Our student athletes today must make decisions about chemicals that no previous generation has had to face. This means, parents and coaches too must learn to cope with the reality of a world in which chemicals are readily available to their athletes.
The issue of alcohol, tobacco, steroids and other drugs in the lives of our young athletes and in our own lives is an area of concern that must be addressed and opened up for serious consideration within the coaching profession. In this society, it is a subject that is everywhere. In school, on television, in the newspapers, on our computers, in the movies and on the athletic field. For many of us drug use represents a mysterious subject with consequences that are unclear and an attraction to the young that is hard to understand. For many of our student athletes, it is also frightening, because drugs are all around them, and they too, are unsure.
Sports seem to define the American spirit of teamwork, fair play, dedication, competition, excellence, and the powerful will to win (sometimes at any cost). For most young people, sports is almost a universal language. More than one-half of all high school students participate in sports and even more are involved outside of school. Some of today’s most inspiring heroes are the stars of the Olympics, professional sports and even high school teams.
The coach molds a teenager into a disciplined and competitive athlete. He/She can give them a postive self image that turns the athlete into a leader. It is the coach who has a strong influence over the life, attitude and beliefs of the student athlete. Here, in this special relationship, there is a foundation for a program which can help reduce one of this nation’s most significant youth problems in our history - the epidemic of alcohol and other drug use.
The student athlete has a powerful influence over attitudes of their fellow students. Beyond that, many are also student leaders and have a major effect on the attitudes and perceptions of their schools, but the true source of that leadership starts with the coach.
Coaches cannot singlehandedly make changes in their school/community’s attitudes about alcohol and other drug use. As public figures, coaches are subject to the community norms, particularly if a “no talk” or a “don’t tell” rule exists about athletes. Coaches can, however, make a significant impact on teams in schools when a policy exists that advocates students seek out and get help for their chemical health problems. Coaches can be even more effective in communities that support, plan and offer chemical-free events.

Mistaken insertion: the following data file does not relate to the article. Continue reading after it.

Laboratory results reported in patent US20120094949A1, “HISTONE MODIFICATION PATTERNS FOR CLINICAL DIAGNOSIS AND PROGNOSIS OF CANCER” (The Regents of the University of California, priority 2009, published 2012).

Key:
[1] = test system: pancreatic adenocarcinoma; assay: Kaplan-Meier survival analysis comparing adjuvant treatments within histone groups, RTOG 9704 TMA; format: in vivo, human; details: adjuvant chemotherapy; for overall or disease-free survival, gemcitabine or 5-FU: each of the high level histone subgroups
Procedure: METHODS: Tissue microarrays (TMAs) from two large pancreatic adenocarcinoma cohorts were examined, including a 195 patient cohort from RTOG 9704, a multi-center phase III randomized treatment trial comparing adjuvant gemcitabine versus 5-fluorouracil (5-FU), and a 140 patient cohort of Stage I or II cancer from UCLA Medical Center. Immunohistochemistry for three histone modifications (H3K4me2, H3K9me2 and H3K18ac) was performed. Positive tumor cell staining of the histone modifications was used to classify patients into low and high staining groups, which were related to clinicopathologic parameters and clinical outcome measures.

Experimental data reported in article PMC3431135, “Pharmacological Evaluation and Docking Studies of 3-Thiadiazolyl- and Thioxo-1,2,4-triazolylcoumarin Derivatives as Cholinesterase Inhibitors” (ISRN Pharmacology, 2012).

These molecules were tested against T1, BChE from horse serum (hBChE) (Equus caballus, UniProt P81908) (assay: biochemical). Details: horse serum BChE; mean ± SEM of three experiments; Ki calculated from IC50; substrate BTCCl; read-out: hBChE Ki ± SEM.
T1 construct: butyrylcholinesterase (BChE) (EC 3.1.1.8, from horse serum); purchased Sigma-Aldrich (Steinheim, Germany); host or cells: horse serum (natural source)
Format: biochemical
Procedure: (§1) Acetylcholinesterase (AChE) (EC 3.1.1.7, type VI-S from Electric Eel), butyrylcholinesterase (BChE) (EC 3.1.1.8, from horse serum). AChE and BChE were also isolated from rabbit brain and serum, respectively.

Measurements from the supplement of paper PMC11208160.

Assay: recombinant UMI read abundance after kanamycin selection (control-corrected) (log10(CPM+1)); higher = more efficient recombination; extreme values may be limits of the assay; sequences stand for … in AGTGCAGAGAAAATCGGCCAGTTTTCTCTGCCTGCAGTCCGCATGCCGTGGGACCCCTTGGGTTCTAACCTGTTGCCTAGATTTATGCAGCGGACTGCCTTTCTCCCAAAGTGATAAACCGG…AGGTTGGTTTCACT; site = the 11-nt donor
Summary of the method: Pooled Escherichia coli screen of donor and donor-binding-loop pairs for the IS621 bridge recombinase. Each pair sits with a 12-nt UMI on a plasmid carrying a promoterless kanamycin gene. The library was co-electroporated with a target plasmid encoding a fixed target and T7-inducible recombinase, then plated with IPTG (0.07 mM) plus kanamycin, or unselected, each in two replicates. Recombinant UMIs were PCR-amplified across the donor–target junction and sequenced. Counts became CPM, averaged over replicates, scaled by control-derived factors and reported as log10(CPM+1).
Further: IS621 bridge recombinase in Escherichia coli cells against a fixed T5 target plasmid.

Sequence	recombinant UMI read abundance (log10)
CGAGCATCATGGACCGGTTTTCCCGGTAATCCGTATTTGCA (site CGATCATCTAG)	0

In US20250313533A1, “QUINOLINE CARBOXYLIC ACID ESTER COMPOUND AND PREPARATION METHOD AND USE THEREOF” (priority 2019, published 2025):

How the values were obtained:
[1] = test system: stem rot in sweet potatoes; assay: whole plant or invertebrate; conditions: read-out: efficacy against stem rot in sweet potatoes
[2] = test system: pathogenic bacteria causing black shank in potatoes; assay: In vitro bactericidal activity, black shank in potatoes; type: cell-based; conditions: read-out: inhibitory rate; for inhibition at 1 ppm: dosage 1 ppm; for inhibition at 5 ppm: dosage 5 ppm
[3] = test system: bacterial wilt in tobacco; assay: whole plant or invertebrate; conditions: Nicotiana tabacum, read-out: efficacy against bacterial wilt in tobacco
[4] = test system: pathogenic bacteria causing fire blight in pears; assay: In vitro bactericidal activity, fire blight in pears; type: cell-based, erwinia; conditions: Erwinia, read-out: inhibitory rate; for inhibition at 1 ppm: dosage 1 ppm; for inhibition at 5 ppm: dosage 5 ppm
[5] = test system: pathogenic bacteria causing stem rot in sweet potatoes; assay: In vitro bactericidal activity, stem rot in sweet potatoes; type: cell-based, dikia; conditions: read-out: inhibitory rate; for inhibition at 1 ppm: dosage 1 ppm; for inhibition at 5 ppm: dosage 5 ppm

Society’s attitudes in general and the attitudes of people associated with sports in particular can and must be changed. Education is the key to this change. Many athletic directors and coaches have developed a new approach; they continue to stress adherence to league and team rules, but utilize a variety of intervention and prevention measures in enforcing discipline and meting out consequences. All of us associated with sports can take a consistent and uncompromising stand against drug use coupled with judicious use of school and community resources.
We must encourage our student athletes to pursue healthy behaviors. The social, emotional and spiritual development associated with athletic excellence can be a powerful, positive influence in the prevention of alcohol and other drug use problems.
We must be competent. We must be caring and we must be committed to making the necessary changes. We have the power, we just need the courage.
- Bill Beacham
Coaching/Auxillary Staff: 3-Hours
Team Captains/Leaders: 2-Hours
Athletes Plus: 11/2-Hours
Athletes who eat a healthy diet with a variety of foods do not need supplements. However,
most people, especially teenagers, do not get all the vitamins and minerals that they need
from food alone. A daily multivitamin and mineral supplement can help make up for
deficiencies in your diet. Don’t be misled. Vitamin tablets marketed as natural vitamins are
not more effective than other manufactured vitamins.
Vitamins are carbon containing nutrients your body needs for peak performance. Vitamins
help you get energy out of food by making the body’s chemical reactions possible and more
efficient. Using extra vitamin tablets does not help athletic performance. The fat-soluble vitamins (A,
D, E, K) are stored in body fat. Vitamins A and D can build up and cause harmful effects.
Taking high doses of water soluble vitamins results in the extra vitamins being washed out
in the urine.iThe following lists the vitamins, their main sources and how they may help
Vitamin A is a fat-soluble vitamin. It is needed for vision, especially night and color
vision. It also maintains structure and function of tissues surrounding the eyes and mouth